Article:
Camouflage face paint can make a soldier invisible to enemy eyes. But it won't shield him from the searing heat of a roadside bomb, a lethal 1,100 degrees Fahrenheit. And the greases and oils in the makeup just add fuel to the fire, essentially cooking the soldier's face. But now researchers have come up with a safer, heat-blocking alternative presented this week at a meeting of the American Chemical Society.
Conventional camo paint has tiny nanoparticles of pigment. They're great at reflecting visible light—which is why the paint looks green or black or tan. But the particles don't reflect longer wavelengths, like heat. To do that, you need larger globs of pigment.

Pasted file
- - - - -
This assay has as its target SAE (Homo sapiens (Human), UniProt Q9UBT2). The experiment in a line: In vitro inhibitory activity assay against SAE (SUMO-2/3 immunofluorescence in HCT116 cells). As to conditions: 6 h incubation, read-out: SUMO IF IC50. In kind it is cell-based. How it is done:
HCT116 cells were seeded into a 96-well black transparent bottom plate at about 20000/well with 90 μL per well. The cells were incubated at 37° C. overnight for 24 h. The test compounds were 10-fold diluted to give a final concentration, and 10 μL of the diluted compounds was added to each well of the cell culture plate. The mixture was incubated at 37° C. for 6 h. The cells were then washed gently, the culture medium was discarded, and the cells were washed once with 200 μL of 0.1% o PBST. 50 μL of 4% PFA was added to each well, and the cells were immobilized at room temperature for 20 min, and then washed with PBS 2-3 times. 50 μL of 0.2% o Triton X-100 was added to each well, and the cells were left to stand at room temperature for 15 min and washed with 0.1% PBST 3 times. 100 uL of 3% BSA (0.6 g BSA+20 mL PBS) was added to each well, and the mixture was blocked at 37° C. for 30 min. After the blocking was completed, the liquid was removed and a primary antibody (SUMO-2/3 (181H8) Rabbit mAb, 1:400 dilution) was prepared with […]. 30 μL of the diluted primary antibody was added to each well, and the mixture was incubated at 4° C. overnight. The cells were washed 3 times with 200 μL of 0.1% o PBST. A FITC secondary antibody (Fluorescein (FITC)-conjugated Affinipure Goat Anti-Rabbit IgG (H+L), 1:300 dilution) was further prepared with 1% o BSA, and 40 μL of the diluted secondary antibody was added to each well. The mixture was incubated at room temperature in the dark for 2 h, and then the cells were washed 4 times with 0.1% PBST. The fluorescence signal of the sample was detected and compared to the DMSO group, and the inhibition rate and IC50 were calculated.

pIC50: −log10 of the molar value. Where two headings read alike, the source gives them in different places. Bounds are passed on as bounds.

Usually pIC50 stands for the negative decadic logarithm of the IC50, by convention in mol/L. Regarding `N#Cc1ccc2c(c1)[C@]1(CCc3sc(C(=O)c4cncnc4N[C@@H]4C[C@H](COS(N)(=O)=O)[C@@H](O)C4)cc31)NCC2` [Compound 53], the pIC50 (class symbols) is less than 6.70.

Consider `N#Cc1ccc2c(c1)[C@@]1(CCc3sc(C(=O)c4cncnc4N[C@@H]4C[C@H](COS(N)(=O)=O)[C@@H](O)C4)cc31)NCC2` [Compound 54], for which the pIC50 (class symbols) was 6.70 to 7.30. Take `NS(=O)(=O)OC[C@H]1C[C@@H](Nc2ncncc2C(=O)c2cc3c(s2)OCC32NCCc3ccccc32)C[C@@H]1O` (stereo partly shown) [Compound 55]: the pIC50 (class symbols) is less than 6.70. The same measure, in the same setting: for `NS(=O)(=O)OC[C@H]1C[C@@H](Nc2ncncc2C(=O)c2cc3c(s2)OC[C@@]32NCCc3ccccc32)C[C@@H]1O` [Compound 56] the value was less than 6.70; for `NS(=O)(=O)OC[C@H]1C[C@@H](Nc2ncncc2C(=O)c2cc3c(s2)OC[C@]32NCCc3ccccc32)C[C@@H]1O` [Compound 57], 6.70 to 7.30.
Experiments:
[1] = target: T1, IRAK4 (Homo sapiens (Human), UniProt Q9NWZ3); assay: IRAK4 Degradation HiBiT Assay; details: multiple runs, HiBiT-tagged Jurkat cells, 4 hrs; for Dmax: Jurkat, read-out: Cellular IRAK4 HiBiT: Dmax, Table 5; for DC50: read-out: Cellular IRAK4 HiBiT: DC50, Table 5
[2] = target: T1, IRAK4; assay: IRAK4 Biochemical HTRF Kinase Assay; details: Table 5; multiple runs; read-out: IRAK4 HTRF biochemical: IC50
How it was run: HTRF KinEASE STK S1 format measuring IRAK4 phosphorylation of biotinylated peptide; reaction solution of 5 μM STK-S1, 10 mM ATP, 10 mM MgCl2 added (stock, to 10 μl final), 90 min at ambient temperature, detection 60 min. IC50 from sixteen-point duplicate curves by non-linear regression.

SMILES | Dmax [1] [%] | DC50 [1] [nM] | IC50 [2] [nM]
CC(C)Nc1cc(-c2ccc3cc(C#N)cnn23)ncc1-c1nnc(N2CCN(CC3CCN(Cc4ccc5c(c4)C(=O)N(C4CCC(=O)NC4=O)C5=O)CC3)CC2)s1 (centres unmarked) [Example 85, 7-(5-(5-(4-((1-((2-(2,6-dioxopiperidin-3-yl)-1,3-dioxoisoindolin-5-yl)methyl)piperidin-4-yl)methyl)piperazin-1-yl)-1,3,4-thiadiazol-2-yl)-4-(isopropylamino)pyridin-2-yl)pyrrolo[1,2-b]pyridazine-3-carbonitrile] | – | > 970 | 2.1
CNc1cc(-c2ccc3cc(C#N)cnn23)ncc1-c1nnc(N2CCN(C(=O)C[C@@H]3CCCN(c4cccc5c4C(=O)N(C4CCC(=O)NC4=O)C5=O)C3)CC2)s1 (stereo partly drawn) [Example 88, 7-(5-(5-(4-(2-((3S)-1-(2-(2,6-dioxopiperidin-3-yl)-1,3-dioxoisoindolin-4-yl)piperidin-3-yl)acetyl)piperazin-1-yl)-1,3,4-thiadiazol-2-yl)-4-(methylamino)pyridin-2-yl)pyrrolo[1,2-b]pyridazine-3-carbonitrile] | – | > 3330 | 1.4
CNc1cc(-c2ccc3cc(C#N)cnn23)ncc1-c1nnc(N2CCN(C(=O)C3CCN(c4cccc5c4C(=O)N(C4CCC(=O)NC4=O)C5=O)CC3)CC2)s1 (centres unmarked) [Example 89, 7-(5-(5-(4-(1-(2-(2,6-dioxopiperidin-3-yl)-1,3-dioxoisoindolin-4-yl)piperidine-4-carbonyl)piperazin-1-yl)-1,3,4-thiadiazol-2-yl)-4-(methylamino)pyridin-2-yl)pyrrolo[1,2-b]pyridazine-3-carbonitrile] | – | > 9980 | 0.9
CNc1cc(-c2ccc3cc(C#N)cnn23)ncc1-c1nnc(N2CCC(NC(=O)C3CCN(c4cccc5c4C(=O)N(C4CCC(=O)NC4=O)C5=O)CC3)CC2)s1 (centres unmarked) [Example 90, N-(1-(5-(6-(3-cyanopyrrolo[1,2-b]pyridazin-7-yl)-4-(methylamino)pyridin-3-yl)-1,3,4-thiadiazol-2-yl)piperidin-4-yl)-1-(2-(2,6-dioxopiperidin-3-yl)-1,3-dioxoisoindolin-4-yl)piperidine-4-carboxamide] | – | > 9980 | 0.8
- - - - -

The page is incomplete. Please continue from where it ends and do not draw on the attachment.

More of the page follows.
So researchers bundled together a bunch of those smaller particles into chunks the size of grains of sand—large enough for heat rays to bounce right off. And they swapped out the grease for silicone which adds smoothness and spreadability to cosmetics, but won't catch fire.
Under a blowtorch, the new camo paint can block out heat for 15 seconds—long enough to weather a bomb blast, and keep soldiers cool in the heat of battle.
[The above text is a transcript of this podcast.]